Even if President Trump claims that climate change is a Chinese hoax, there is no denying the fact that countries all over the world have found themselves facing harsher weather conditions over the last few years. Whilst meteorologists stress that the weather and the climate are not the same thing, there is certainly evidence to suggest that we are dealing here with the consequences of the man-made greenhouse effect. The German city of Goslar, situated on the edge of the Harz National Park, was hit by such extreme weather conditions in July 2017.
Torrential rain swept through the city on the morning of 24 July causing all rivers and streams to break their banks. With so much rain falling on the Harz within just 48 hours, water levels rose quickly and roads were turned into gushing rivers. Thousands of residents living in this south east region of Lower Saxony were directly affected by the flooding. Working closely together with the fire brigade, THW, the police and local authorities, EURAWASSER had their hands full tackling this emergency.
By the morning of 26 July, the small brook, “Abzucht”, had turned into a rushing torrent
It is always a great relief for local authorities if they know they can get the support and help they need from their private sector partners at short notice – especially when they find themselves facing a potentially disastrous situation. EURAWASSER turned up straight away to help the City of Goslar fight the flash floods, providing them with full technical and logistical support. Remaining in close contact with its parent company, REMONDIS Aqua, it also arranged for additional equipment to be brought in from other regions. There are very few companies that are able to respond so quickly, competently and unbureaucratically to economic, technical and environmental crises. When the torrential rains hit the city, EURAWASSER and REMONDIS were able to show that they are definitely the right partners to have at your side in such extreme situations.
The THW, fire brigade and EURAWASSER joined forces to tackle the floods in July 2017.
Up to 300 litres of rain per square metre had poured down on the Harz region within just 48 hours. By the morning of 26 July, the usually gently-flowing brook, “Abzucht”, had turned into a rushing torrent and flooded large sections of the old city. The market place was completely under water; rainwater poured through the streets and into the buildings. Whilst local residents tried to save their houses by covering their front doors and cellar windows with sandbags, plastic covers and anything else they could get their hands on, a team of 350 firefighters from Goslar’s fire brigade tirelessly tackled the floods. Whole streets of houses and an old people’s home with 124 residents had to be evacuated. Life in the city centre came to a standstill.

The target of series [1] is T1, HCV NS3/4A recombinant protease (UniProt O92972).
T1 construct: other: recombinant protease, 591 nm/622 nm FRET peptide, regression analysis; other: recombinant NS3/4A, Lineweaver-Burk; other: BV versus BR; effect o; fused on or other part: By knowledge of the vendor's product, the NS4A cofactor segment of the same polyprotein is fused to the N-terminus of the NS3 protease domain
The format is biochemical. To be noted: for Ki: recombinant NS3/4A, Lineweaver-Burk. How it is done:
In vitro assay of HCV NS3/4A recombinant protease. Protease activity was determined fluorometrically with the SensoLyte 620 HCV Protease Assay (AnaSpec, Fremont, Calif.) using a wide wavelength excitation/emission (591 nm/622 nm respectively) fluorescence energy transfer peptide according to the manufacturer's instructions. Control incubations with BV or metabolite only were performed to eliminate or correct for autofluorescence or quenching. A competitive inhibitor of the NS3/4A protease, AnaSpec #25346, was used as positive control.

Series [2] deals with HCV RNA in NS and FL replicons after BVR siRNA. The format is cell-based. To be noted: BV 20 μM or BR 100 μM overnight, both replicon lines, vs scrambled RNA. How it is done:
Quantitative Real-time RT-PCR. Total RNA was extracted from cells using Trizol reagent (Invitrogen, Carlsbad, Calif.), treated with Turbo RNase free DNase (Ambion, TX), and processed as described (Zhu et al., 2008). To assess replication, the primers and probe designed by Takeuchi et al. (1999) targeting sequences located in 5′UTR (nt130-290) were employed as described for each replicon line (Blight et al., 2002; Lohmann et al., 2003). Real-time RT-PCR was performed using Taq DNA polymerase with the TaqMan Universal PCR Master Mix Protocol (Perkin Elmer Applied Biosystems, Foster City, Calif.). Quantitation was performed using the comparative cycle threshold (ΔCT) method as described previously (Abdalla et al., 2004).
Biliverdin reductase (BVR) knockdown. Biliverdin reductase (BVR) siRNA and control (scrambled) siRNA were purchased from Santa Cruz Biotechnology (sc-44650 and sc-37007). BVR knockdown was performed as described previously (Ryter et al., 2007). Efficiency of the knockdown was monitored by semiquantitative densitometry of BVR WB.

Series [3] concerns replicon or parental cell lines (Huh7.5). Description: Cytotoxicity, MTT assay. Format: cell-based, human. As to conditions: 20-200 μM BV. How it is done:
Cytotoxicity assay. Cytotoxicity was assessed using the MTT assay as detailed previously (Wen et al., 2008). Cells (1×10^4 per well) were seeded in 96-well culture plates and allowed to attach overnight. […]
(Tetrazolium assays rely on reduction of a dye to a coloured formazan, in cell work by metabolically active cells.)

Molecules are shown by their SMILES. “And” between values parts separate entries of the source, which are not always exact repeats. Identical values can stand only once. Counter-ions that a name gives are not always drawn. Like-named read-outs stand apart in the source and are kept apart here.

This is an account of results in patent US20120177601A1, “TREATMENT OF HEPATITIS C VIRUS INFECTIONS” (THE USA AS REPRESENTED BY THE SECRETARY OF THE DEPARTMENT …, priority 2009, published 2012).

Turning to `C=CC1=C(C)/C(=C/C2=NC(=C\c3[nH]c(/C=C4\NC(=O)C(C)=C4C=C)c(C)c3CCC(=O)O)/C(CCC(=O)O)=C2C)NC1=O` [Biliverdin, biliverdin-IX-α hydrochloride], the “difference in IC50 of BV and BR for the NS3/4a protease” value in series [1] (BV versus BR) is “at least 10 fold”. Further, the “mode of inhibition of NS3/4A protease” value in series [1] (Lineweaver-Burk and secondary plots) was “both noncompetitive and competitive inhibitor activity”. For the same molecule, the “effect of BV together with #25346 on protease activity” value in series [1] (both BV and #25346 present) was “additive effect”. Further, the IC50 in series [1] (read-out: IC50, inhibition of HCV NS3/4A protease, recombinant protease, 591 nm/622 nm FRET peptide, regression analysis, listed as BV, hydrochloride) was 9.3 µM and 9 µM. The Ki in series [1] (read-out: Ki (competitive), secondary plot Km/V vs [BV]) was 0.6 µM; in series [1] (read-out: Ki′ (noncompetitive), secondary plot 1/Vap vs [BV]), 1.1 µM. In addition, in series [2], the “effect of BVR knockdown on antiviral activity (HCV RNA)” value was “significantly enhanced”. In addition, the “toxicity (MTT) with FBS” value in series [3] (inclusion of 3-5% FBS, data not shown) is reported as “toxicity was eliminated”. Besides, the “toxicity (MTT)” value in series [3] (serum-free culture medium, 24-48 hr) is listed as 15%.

The fire brigade had their hands full and were grateful for all the support they could get from EURAWASSER, the local authorities and the many volunteers
Fire firefighters, the THW, the police, the local authorities and EURAWASSER as well as many volunteers worked around the clock – building up sandbags, blocking off roads and pumping water out of cellars, underground carparks and underpasses. By midday Wednesday, the District of Goslar had issued a “catastrophe” alert. Throughout this time, EURAWASSER’s employees made sure that the drains were kept free to allow the water to run off and dealt with any problems that cropped up in this area. This cleaning work was particularly important – if they hadn’t done this, rocks, pieces of wood and any other floating debris would have accumulated and further aggravated the situation. The city centre’s sewer system had been completely flooded by the “Abzucht” breaking its banks. Debris and mud had found their way into the pipes and these materials also had to be removed by EURAWASSER as quickly as possible. Thanks to this vital and strenuous work, EURAWASSER’s team helped ensure that Goslar’s wastewater system was not put at risk. The sewage treatment plant also treated huge volumes of water – always producing the same high quality results so that all threshold values were met.
The rivers Gande and Leine in the neighbouring town of Kreiensen (an area also served by EURAWASSER) were close to breaking their banks and practically all of the rainwater channels there were flooded. EURAWASSER replaced broken pumps and removed any blockages to prevent the situation escalating any further.
Climate change is making itself felt: the city hadn’t been flooded so badly for 119 years.
The last time Goslar had been hit by such massive floods was back in 1898. Public private partnerships had not been invented back then. Fortunately, the situation today is very different thanks to the close cooperation work between the City of Goslar and EURAWASSER. And, with teams of staff from other REMONDIS locations taking their special vehicles to Goslar to help tackle the floodwaters, EURAWASSER was able to provide the local authorities with fast, practical and uncomplicated support throughout